As a young boy, Dr. Faraday’s parents take him to see Hundreds Hall. It is a formative moment in his youth, and for the rest of his life, he remains envious of those who live there. Faraday’s mother made her living as a servant at Hundreds for some time, and his father was similarly lower-class. However, as a result of their hard work, Faraday went to a good college and eventually became a practicing doctor. Despite his improved social circumstances, Faraday finds that his position in life is not enough and feels he does not get the respect he deserves. He wants his patients to look up to him, much like he looks up to the Ayerses, but instead they see him as a social equal.
Toward the end of the novel, Faraday gets engaged to Caroline Ayers, and for the first time, he feels like people treat him with more respect. For a short while, Faraday holds his head high and acts proud of his position in life. However, a few weeks later, Caroline calls the marriage off, and Faraday is crushed. The reason Faraday gets so upset is not because he loves Caroline, but rather because he is angry he cannot ascend to the upper class. When Caroline breaks up with Faraday, he is more concerned about the fate of Hundreds (and his place in it) than he is with the state of their relationship. Without Hundreds, Faraday must remain envious of Caroline and people like her, while he continues to be one of the so-called common folk.
Ironically, by the end of the novel, there is not much at Hundreds Hall for Faraday to be envious of. The home itself has fallen into a state of disrepair, and the Ayers family is in shambles. However, Faraday still holds on to his love for the place; it has some mystical power over him, as he is willing to overlook its many flaws. Faraday’s strange attachment to the manor suggests the emptiness of class envy, especially if one admires the upper classes for all the wrong reasons—namely, the desire for material wealth and status.
Class Envy ThemeTracker
Class Envy Quotes in The Little Stranger
The story ran on, Caroline and Roderick prompting more of it; they spoke to each other rather than to me, and, shut out of the game, I looked from mother to daughter to son and finally caught the likenesses between them, not just the similarities of feature—the long limbs, the high-set eyes—but the almost clannish little tricks of gesture and speech. And I felt a flicker of impatience with them—the faintest stirring of a dark dislike—and my pleasure in the lovely room was slightly spoiled. Perhaps it was the peasant blood in me, rising. But Hundreds Hall had been made and maintained, I thought, by the very people they were laughing at now. After two hundred years, those people had begun to withdraw their labour, their belief in the house; and the house was collapsing, like a pyramid of cards. Meanwhile, here the family sat, still playing gaily at gentry life, with the chipped stucco on their walls, and their Turkey carpets worn to the weave, and their riveted china . . .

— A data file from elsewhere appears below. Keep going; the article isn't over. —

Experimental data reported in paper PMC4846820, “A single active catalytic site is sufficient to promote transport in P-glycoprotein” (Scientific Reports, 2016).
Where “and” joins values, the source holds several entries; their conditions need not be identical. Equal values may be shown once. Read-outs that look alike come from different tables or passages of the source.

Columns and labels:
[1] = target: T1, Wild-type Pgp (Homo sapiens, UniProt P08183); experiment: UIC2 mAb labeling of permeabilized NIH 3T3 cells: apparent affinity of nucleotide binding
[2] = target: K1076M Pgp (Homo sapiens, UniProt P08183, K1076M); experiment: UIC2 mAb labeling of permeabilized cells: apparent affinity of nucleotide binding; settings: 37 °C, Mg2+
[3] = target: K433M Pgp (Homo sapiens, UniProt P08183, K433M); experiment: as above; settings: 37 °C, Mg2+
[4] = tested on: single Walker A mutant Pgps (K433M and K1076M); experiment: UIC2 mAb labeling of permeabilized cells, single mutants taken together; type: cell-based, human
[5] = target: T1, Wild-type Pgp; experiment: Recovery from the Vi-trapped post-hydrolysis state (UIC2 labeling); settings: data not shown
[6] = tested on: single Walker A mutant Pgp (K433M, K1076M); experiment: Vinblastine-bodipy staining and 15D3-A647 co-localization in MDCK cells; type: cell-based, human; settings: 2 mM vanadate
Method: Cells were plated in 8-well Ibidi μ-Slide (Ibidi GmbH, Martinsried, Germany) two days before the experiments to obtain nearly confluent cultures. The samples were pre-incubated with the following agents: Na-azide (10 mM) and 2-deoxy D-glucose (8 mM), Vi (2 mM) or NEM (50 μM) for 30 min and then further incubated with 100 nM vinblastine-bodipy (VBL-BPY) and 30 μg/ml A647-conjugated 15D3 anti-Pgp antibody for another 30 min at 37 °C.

The road we had taken, too, was one I remembered going up and down as a boy at just about this time of year—carrying out the midday ‘snap’ of bread and cheese to my mother’s brothers as they helped with the Hundreds harvest. No doubt those men would have been very tickled to think that, thirty years on, a qualified doctor, I would be driving up that same road in my own car with the squire’s daughter at my side. But I felt overcome suddenly with an absurd sense of gaucheness, and falseness—as if, had my plain labourer uncles actually appeared before me now, they would have seen me for the fraud I was, and laughed at me.
‘Extraordinary place this, isn’t it?’ he murmured, with a glance at the others. ‘I don’t mind admitting, I was glad to be invited, simply for the chance to have a bit of a look around. You’re the family doctor, I gather. They like to keep you on hand, do they, for the sake of the son? I hadn’t realised he was in such poor shape.’
I said, ‘He isn’t, as it happens. I’m here on a social call tonight, just like you.’
‘You are? Oh, I had the impression you were here for the son, I don’t know why . . .’
‘You don’t mean that, Caroline. You couldn’t bear to lose Hundreds, surely?’
Now she spoke almost casually. ‘Oh, but I’ve been brought up to lose it. —To lose it, I mean, once Rod marries. The new Mrs. Ayres won’t want a spinster sister-in-law about the place; nor a mother-in-law, come to that. That’s the stupidest thing of all. So long as Roddie goes on holding the estate together, too tired and distracted to find a wife, and probably killing himself in the process—so long as he goes on like that, Mother and I get to stay here. Meanwhile Hundreds is such a drain on us, it’s hardly worth staying for . . .’
To think that all this time people had been watching us, speculating—rubbing their hands—! It made me feel fooled, somehow; it made me feel exposed. A part of my upset, I’m sorry to say, was simple embarrassment, a basic masculine reluctance to have my name romantically linked with that of a notoriously plain girl. Part of it was shame, at discovering I felt this. A contradictory part, too, was pride: for why the hell shouldn’t I—I asked myself—bring Caroline Ayres along to a party, if I chose to? Why the hell shouldn’t I dance with the squire’s daughter, if the squire’s daughter wanted to dance with me?